HexaPhrygLa — a Na tonality and hexatonality
Tonalibus 2e-7 hexa - 2021-09 - 8
Tonalibus 2e-7 hexa - 2021-09 - 9
Tonalibus 2e-7 hexa - 2021-09 - 10
Scale and sound samples
- Hexatonality matrix: The octave generally includes one Reach step, four whole steps, and a single half step (or semitone). Two or three (or exceptionally all four) whole steps appear consecutively. Thus there are two pairs of consecutive whole steps or a trio plus a single. They are framed by the half step on one side and the Reach step on the other. Exceptionally there can be two Reach, two whole, and two half steps. Plus there is one case with three Reach and three half steps.
- HexaPhrygLa: The name indicates that this hexatonality’s lower tetrachord is Phrygian and the upper trichord contains the major sixth and no seventh.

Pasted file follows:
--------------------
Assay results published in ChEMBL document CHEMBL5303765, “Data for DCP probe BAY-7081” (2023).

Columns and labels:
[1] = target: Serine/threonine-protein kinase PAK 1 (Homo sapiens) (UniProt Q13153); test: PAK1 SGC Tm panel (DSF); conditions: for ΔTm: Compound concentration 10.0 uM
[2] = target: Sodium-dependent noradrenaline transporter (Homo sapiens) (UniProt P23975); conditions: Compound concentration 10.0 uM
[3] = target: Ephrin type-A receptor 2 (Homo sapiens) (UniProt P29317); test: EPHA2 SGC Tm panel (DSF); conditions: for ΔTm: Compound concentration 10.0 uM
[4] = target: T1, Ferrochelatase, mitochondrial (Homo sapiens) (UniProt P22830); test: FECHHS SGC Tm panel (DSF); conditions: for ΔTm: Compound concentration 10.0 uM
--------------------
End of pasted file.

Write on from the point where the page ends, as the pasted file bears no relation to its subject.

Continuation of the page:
- Step pattern: Ascending from the fundamental (tonic or Do), a half step leads to four consecutive whole steps. Then comes a Reach step that leads up to the octave.
- Scale intervals: Minor second, minor third, quart, quint, and major sixth.
- Tetra- and trichords: The lower tetrachord is Phrygian; and the upper trichord is PentaMaj.
- Harmonic axes: There are two axes, one horizontal and the other tilted, NE-SW and E-W.
- Primary harmonic anchors: The fundamental or North anchor is fully present. The East and West anchors are partial, with their head only, and the contrasting or South anchor with only its right leg.
- Secondary harmonic anchors: There are no secondary anchors.
- Moduation potential: Hexatonalities can facilitate modulations. HexaPhrygLa may for example help bridge between PhrygDorian, PhrygIonian/NaBal, PentaMinLa/PentaBal, etc.